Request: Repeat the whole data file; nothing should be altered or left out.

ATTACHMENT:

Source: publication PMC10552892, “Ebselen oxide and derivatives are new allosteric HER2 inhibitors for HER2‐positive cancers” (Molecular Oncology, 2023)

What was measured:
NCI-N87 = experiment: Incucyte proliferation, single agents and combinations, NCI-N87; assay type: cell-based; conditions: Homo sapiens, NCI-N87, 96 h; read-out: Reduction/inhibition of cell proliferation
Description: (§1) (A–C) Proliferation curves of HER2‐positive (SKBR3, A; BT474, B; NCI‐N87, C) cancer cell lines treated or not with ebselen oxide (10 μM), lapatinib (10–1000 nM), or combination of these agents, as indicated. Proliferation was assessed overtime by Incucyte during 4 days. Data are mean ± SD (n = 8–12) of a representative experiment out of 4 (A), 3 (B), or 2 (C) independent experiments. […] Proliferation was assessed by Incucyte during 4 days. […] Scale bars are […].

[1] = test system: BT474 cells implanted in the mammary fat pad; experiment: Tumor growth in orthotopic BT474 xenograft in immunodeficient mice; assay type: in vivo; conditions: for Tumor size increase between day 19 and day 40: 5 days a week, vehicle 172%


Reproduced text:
Source: publication PMC10552892, “Ebselen oxide and derivatives are new allosteric HER2 inhibitors for HER2‐positive cancers” (Molecular Oncology, 2023)

What was measured:
NCI-N87 = experiment: Incucyte proliferation, single agents and combinations, NCI-N87; assay type: cell-based; conditions: Homo sapiens, NCI-N87, 96 h; read-out: Reduction/inhibition of cell proliferation
Description: (§1) (A–C) Proliferation curves of HER2‐positive (SKBR3, A; BT474, B; NCI‐N87, C) cancer cell lines treated or not with ebselen oxide (10 μM), lapatinib (10–1000 nM), or combination of these agents, as indicated. Proliferation was assessed overtime by Incucyte during 4 days. Data are mean ± SD (n = 8–12) of a representative experiment out of 4 (A), 3 (B), or 2 (C) independent experiments. […] Proliferation was assessed by Incucyte during 4 days. […] Scale bars are […].

[1] = test system: BT474 cells implanted in the mammary fat pad; experiment: Tumor growth in orthotopic BT474 xenograft in immunodeficient mice; assay type: in vivo; conditions: for Tumor size increase between day 19 and day 40: 5 days a week, vehicle 172%